The government of New Zealand is apparently considering changes to its child support laws that would require the non-custodial parent to pay according to the child’s needs, not according to the parent’s income. According to father’s rights advocate Darrell Carlin, such a change would encourage parents without custody to pay. In New Zealand, about one-third of non-custodial parents are in arrears on child support obligations. That’s the most in five years and amounts to over $500 million in arrearages plus $1 billion in penalities.
“I don’t find many fathers who don’t want to support their kids, but they’re troubled supporting their ex’s lifestyle.”
That’s a common complaint in this country as well. Here, non-custodial fathers are significantly better about paying child support than are non-custodial mothers, according to U.S. Census Bureau data. So such a change to the law, if enacted here, would likely be welcomed by “visiting” parents of both sexes.
And, as I’ve reported before, the U.S. Office of Child Support Enforcement has, for a long time, been trying, with little success, to get family courts to set support at levels non-custodial parents are actually capable of paying. So, since courts aren’t paying much attention to what non-custodial parents earn anyway, maybe it would be a good idea to junk the whole system and start over by looking first to what children need.
Now, ignoring altogether the earnings of the non-custodial parent doesn’t seem like a good idea either. A parent out of work may be unable to meet even the bare-bones needs of a child, while requiring a wealthy parent to pay only the minimum for a child who’s used to more seems punitive toward the child. So I’d favor establishing a range with zero as the lower end and some other figure at the upper. Zero would apply to a parent who is truly destitute and the upper end would be the maximum regardless of the non-custodial parent’s income.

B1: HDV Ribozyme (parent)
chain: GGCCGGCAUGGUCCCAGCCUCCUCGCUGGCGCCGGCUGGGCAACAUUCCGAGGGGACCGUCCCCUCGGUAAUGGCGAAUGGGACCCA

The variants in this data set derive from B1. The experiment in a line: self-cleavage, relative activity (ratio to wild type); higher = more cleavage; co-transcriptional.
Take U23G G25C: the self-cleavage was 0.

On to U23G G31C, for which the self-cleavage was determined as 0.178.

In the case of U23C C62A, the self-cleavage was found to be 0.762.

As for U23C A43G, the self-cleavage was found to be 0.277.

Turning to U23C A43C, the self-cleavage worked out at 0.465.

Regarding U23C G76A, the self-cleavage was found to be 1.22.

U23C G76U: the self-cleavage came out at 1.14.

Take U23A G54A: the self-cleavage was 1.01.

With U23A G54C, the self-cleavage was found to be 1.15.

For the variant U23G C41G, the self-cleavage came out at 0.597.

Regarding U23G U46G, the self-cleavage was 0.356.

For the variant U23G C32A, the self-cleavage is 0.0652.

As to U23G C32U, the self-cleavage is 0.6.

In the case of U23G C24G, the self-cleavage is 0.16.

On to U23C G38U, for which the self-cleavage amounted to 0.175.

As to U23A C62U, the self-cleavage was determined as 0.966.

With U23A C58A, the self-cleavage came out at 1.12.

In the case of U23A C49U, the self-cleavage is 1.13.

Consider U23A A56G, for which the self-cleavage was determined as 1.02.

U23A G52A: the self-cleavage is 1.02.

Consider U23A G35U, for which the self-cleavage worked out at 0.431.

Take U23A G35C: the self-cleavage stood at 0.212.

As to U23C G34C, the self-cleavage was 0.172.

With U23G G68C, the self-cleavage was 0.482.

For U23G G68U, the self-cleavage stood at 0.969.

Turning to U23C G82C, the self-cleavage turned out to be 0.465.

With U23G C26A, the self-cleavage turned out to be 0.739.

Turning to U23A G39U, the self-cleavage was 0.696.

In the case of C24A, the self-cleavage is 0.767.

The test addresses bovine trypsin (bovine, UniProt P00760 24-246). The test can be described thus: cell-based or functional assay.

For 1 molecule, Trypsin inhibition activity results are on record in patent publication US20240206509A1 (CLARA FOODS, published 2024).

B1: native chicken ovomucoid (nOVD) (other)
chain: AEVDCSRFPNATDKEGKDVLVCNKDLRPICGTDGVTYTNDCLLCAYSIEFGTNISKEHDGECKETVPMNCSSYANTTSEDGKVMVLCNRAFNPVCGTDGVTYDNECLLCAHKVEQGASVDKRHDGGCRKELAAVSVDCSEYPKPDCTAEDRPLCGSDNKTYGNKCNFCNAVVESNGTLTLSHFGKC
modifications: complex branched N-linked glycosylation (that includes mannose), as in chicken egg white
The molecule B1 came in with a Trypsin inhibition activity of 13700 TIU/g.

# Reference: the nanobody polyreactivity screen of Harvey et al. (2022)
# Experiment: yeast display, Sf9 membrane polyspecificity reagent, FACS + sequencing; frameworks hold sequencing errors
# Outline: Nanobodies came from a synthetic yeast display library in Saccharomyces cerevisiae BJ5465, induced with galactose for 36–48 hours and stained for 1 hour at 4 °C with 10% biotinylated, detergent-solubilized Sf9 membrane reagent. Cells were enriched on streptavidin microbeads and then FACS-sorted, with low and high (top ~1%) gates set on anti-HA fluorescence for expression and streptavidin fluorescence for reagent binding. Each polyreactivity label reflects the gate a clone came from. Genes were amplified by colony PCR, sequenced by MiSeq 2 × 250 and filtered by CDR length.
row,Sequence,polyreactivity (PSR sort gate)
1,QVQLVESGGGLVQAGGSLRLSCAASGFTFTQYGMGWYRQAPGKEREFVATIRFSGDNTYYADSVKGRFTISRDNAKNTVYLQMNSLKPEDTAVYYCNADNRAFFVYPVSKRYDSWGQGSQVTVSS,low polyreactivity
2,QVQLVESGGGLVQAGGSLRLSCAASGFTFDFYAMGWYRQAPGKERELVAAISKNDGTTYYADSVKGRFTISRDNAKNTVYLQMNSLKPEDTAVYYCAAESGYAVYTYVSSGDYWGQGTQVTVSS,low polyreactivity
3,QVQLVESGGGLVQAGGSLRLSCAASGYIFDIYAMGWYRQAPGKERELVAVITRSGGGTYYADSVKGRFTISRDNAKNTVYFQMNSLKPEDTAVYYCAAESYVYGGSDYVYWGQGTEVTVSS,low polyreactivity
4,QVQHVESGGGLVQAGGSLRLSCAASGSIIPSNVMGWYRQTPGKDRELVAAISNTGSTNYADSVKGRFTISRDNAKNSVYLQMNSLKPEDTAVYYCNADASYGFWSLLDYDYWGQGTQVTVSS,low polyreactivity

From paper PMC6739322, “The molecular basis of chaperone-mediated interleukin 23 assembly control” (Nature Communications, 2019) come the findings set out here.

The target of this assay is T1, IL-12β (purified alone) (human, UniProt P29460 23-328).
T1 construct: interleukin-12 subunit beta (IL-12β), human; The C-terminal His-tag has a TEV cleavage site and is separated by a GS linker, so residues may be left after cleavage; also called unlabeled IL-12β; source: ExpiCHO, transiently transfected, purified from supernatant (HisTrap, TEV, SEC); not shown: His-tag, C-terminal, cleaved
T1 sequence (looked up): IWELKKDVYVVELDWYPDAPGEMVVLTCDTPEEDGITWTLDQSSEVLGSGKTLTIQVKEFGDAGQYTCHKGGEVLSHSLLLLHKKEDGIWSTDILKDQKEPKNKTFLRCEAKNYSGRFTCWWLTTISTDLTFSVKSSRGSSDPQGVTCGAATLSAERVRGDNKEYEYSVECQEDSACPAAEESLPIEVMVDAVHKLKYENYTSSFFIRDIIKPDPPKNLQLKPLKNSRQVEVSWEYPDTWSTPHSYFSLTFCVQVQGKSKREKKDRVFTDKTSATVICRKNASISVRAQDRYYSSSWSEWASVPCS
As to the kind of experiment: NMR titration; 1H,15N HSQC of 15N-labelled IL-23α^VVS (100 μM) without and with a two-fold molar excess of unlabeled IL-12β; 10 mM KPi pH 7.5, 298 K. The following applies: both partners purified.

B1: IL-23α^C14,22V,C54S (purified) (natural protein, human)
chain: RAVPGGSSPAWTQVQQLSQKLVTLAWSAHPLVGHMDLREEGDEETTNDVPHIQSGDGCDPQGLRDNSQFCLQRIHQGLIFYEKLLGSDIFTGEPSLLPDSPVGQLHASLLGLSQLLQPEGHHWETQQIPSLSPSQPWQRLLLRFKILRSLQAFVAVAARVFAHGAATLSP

Whatever the merits or demerits of the option now being considered in New Zealand, the real best solution is, once again, equally shared parenting. With equal or nearly equal time for both parents, and a custody agreement between the two, child support would be unnecessary. With child support unnecessary in the large majority of cases, we could shut down most of the callous bureaucracy that so often ill serves parents, children and states.
Even with a presumption of equally shared parenting, there will always be some cases in which one parent has primary custody. In those cases, child support will need to be ordered by a court and it would be a good idea to order it in a way that it can be paid. In those cases, the idea currently being debated in New Zealand is worth looking at here.
And, not surprisingly, that’s what Darrell Carlin thinks too. He emphasizes shared parenting as the obvious way to equalize the costs of child care.
BFSO readers, what do you think about enforcing child support based on need and not income. We want to hear from you!